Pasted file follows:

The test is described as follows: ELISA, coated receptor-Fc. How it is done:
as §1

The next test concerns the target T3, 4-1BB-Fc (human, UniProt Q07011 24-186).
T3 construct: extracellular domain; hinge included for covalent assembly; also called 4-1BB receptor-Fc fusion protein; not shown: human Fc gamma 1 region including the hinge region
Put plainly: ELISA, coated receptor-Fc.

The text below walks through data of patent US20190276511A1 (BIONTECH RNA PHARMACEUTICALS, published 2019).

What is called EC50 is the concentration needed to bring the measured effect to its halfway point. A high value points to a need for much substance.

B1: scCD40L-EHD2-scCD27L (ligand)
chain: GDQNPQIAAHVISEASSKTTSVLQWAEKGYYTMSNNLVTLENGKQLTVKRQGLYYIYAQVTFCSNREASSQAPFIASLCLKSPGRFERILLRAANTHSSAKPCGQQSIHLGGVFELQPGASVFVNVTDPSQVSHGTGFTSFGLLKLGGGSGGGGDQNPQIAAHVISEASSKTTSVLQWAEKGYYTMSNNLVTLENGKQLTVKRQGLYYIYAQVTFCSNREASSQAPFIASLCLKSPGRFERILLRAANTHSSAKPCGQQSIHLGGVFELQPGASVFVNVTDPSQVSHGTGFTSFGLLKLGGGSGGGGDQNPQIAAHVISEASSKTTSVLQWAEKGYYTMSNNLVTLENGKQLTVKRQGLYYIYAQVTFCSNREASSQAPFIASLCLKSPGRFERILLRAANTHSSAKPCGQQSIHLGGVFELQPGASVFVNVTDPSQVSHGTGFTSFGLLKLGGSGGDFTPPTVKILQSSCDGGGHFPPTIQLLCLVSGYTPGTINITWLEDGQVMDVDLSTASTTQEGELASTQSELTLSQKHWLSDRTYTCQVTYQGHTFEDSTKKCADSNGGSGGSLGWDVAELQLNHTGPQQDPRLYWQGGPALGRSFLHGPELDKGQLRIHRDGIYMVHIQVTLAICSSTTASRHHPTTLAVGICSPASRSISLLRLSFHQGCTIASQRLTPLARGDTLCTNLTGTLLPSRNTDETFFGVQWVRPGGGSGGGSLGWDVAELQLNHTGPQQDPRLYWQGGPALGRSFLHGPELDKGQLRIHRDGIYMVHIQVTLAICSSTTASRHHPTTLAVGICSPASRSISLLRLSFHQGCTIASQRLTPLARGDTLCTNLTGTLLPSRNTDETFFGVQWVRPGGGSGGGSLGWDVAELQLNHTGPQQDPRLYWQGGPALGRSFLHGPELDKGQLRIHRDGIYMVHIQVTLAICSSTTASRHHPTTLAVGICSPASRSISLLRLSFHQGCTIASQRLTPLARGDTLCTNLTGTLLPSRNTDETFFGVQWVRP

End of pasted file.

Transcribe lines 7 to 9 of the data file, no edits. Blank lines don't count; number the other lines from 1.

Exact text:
What is called EC50 is the concentration needed to bring the measured effect to its halfway point. A high value points to a need for much substance.

B1: scCD40L-EHD2-scCD27L (ligand)
chain: GDQNPQIAAHVISEASSKTTSVLQWAEKGYYTMSNNLVTLENGKQLTVKRQGLYYIYAQVTFCSNREASSQAPFIASLCLKSPGRFERILLRAANTHSSAKPCGQQSIHLGGVFELQPGASVFVNVTDPSQVSHGTGFTSFGLLKLGGGSGGGGDQNPQIAAHVISEASSKTTSVLQWAEKGYYTMSNNLVTLENGKQLTVKRQGLYYIYAQVTFCSNREASSQAPFIASLCLKSPGRFERILLRAANTHSSAKPCGQQSIHLGGVFELQPGASVFVNVTDPSQVSHGTGFTSFGLLKLGGGSGGGGDQNPQIAAHVISEASSKTTSVLQWAEKGYYTMSNNLVTLENGKQLTVKRQGLYYIYAQVTFCSNREASSQAPFIASLCLKSPGRFERILLRAANTHSSAKPCGQQSIHLGGVFELQPGASVFVNVTDPSQVSHGTGFTSFGLLKLGGSGGDFTPPTVKILQSSCDGGGHFPPTIQLLCLVSGYTPGTINITWLEDGQVMDVDLSTASTTQEGELASTQSELTLSQKHWLSDRTYTCQVTYQGHTFEDSTKKCADSNGGSGGSLGWDVAELQLNHTGPQQDPRLYWQGGPALGRSFLHGPELDKGQLRIHRDGIYMVHIQVTLAICSSTTASRHHPTTLAVGICSPASRSISLLRLSFHQGCTIASQRLTPLARGDTLCTNLTGTLLPSRNTDETFFGVQWVRPGGGSGGGSLGWDVAELQLNHTGPQQDPRLYWQGGPALGRSFLHGPELDKGQLRIHRDGIYMVHIQVTLAICSSTTASRHHPTTLAVGICSPASRSISLLRLSFHQGCTIASQRLTPLARGDTLCTNLTGTLLPSRNTDETFFGVQWVRPGGGSGGGSLGWDVAELQLNHTGPQQDPRLYWQGGPALGRSFLHGPELDKGQLRIHRDGIYMVHIQVTLAICSSTTASRHHPTTLAVGICSPASRSISLLRLSFHQGCTIASQRLTPLARGDTLCTNLTGTLLPSRNTDETFFGVQWVRP